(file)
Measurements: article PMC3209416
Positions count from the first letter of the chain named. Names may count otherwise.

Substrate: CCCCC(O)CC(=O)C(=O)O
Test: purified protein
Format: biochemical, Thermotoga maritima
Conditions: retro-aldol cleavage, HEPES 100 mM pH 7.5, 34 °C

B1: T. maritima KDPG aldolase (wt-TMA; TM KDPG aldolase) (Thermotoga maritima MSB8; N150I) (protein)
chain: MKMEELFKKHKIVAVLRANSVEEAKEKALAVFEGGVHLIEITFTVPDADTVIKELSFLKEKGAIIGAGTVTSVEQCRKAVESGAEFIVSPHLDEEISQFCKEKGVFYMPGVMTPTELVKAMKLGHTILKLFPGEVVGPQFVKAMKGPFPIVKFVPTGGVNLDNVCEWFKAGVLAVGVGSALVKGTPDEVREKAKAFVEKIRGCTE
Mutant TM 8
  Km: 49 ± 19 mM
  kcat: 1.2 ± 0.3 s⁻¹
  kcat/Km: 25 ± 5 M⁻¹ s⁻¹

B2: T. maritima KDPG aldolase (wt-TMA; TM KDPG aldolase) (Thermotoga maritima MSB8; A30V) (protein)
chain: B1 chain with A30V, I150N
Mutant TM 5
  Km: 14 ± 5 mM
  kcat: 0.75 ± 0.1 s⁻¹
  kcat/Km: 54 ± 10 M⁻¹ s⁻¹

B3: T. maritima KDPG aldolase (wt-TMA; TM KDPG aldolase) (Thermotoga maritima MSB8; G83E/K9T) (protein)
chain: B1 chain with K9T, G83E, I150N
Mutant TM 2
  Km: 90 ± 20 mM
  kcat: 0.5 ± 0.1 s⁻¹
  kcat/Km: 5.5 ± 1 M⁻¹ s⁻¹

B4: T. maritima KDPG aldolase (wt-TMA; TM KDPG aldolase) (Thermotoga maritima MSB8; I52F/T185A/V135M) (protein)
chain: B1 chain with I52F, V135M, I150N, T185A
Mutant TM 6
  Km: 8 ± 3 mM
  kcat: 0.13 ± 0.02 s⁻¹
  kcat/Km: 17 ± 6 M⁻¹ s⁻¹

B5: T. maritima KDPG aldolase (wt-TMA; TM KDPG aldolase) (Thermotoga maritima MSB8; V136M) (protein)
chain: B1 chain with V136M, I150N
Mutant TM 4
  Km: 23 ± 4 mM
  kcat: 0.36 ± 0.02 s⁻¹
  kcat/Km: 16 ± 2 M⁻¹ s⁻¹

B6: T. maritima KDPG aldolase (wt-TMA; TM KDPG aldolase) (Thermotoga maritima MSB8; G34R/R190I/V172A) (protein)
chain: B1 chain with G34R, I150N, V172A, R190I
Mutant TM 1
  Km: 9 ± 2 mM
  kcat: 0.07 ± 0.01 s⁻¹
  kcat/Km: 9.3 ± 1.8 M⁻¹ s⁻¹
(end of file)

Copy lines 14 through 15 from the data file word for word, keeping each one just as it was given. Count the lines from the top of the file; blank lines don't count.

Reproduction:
chain: B1 chain with A30V, I150N
Mutant TM 5